Digging: Racebannon - Satan's Kickin' Yr Dick In

thelastsignal
December 8th 2012



1267 Comments


Thanks, Calc. I agree, but just barely so. I love Found in the Flood and The Silent Treatment, and Silent Treatment just barely edges it out. Andcas, for the longest time I thought the same; there is something eerie about FitF and I didn't think ST was as good.

thelastsignal
December 8th 2012



1267 Comments


Thanks, wacknizzle. The songs that are good on here are really good. It's the small effects that really made them stand out.

Atari
Contributing Reviewer
December 8th 2012



19625 Comments


good review man still gotta hear these guys. pos

Digging: The Who - Tommy

thelastsignal
December 8th 2012



1267 Comments


Thanks, man! This is the album to start with, imo.

wacknizzle
December 8th 2012



12896 Comments

Album Rating: 3.5

Yeah it definitely works for songs like Breathing Room Barricades, they sort of have a dredg vibe to me.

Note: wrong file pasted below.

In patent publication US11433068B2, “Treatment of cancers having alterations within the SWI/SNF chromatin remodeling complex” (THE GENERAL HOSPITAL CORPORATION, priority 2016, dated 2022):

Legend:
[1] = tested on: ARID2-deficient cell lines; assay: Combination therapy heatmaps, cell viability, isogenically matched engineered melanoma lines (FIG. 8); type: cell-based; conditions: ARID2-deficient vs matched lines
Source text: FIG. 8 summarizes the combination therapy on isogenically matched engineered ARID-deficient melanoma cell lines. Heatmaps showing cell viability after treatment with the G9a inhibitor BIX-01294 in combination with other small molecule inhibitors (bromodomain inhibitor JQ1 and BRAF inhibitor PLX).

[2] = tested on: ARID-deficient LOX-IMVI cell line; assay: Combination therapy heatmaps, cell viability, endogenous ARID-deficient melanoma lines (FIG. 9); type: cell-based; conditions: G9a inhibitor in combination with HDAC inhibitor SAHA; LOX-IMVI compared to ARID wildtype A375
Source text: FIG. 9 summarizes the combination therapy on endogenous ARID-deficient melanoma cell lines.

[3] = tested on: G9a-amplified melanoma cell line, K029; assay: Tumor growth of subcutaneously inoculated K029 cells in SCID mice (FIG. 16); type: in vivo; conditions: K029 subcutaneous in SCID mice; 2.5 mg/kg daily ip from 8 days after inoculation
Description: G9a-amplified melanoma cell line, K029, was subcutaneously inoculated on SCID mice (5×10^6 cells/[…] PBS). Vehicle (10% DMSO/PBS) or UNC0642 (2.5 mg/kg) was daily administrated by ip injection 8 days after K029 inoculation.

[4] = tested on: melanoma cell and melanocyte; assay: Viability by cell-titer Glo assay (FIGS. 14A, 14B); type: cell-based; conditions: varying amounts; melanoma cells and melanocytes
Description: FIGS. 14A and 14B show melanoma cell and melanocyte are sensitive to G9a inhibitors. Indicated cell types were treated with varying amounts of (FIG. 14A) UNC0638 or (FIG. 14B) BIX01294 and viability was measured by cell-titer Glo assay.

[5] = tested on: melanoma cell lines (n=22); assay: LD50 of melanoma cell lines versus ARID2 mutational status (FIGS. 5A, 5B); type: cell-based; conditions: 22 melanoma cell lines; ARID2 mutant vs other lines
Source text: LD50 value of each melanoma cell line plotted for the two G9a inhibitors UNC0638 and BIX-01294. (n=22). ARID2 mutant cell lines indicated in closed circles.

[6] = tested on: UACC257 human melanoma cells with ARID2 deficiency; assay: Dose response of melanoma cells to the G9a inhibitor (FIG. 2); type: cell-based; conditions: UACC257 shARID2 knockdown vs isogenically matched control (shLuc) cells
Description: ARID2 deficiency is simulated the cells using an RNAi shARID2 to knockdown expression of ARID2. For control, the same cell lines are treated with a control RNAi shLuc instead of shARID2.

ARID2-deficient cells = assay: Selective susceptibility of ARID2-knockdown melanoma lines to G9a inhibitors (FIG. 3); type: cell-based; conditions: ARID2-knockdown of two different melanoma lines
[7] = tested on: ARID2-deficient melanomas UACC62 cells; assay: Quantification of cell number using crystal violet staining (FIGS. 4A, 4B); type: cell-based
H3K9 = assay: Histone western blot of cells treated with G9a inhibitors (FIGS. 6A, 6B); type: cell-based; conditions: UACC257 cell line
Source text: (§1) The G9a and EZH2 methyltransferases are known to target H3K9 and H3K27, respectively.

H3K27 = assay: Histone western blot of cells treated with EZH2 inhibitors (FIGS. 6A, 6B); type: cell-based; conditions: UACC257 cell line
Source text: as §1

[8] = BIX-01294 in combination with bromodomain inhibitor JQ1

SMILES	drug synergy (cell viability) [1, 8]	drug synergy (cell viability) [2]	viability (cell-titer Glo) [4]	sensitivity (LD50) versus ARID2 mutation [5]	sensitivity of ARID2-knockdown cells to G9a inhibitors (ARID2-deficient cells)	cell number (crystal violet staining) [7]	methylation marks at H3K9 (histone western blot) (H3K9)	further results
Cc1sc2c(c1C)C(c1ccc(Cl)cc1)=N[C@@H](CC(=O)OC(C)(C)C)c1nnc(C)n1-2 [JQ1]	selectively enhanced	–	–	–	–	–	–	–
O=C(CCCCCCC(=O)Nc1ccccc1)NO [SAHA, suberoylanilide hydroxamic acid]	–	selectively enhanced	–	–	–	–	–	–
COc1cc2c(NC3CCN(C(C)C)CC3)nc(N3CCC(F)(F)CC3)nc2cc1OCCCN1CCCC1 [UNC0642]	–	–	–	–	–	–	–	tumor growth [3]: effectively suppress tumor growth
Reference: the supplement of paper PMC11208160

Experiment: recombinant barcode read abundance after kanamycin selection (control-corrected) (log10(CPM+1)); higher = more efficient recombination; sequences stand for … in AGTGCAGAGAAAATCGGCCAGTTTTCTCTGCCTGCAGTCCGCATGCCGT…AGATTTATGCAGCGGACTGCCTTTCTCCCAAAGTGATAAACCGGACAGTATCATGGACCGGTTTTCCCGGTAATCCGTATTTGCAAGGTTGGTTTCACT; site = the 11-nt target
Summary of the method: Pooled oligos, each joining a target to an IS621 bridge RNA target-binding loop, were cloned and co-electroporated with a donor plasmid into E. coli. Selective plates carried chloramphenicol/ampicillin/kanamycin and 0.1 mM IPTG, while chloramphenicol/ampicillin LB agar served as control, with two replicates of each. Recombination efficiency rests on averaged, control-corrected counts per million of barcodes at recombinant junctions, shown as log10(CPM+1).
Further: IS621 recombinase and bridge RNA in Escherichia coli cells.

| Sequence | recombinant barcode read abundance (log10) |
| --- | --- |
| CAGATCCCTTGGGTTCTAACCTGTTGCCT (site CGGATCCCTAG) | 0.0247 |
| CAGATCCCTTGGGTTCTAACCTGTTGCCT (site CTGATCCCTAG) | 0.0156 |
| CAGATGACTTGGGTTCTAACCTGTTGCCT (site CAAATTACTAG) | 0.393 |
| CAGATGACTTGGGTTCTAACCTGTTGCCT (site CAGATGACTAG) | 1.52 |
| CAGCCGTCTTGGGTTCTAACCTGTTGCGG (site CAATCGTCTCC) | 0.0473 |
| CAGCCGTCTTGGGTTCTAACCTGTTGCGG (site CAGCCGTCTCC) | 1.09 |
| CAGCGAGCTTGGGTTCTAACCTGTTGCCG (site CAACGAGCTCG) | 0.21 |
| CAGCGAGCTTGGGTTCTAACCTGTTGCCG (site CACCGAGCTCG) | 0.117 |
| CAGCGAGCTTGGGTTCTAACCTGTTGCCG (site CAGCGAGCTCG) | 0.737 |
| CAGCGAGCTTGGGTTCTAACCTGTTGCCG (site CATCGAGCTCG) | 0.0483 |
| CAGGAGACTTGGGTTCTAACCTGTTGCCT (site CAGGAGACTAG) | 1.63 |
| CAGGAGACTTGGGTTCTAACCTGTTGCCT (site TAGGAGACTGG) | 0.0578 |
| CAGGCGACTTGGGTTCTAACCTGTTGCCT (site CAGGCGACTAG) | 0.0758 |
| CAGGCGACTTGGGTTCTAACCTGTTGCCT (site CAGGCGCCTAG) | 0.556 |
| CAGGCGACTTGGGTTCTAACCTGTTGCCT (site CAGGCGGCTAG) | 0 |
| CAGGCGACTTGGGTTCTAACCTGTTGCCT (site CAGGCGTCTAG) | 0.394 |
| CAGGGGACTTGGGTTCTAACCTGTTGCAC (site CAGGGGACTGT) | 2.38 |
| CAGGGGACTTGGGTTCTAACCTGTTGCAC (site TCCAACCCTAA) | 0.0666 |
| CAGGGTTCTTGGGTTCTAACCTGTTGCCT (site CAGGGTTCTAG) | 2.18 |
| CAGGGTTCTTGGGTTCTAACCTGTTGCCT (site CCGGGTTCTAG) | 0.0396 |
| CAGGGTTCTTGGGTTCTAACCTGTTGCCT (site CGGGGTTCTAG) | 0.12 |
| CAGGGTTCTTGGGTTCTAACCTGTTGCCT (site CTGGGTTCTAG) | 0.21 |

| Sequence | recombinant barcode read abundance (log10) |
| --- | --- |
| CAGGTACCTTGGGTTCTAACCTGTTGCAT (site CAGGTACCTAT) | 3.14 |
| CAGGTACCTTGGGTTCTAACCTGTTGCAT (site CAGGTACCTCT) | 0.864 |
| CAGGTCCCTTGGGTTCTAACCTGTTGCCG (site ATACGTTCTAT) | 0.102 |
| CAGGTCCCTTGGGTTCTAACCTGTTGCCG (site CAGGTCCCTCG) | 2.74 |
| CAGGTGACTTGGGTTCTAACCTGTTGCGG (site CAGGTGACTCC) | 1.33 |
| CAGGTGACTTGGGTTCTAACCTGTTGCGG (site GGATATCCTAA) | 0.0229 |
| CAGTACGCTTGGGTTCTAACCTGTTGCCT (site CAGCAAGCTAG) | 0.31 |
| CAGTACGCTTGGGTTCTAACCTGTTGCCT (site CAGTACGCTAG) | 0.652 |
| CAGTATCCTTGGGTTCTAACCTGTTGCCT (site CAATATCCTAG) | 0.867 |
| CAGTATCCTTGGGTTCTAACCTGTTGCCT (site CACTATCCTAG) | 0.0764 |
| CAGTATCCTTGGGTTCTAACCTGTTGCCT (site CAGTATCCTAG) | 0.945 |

thelastsignal
December 8th 2012



1267 Comments


Yeah, I love dredg and the way that the bled add a sense of atmosphere is what makes them unique and draws comparisons to bands of different genres.

thelastsignal
December 8th 2012



1267 Comments


I love Antarctica, I actually heard FitF before PtF and that song really sold me on these guys.

wacknizzle
December 8th 2012



12896 Comments

Album Rating: 3.5

Antarctica and Daylight Bombings are both equally awesome imo.

thelastsignal
December 8th 2012



1267 Comments


Agreed. It's a strong cd anyway; they are both strong 3.5's to me.

XingKing
December 8th 2012



10329 Comments


It's always weird to think of bands from your shithole state being popular.

thelastsignal
December 8th 2012



1267 Comments


Haha where are these guys/you from?

thelastsignal
December 8th 2012



1267 Comments


Andcas, I completely agree. That's probably what drove them to break up. It sucks. They were one of my favorite live acts to see.

XingKing
December 8th 2012



10329 Comments


Arizona! I think I saw them live almost ten years ago.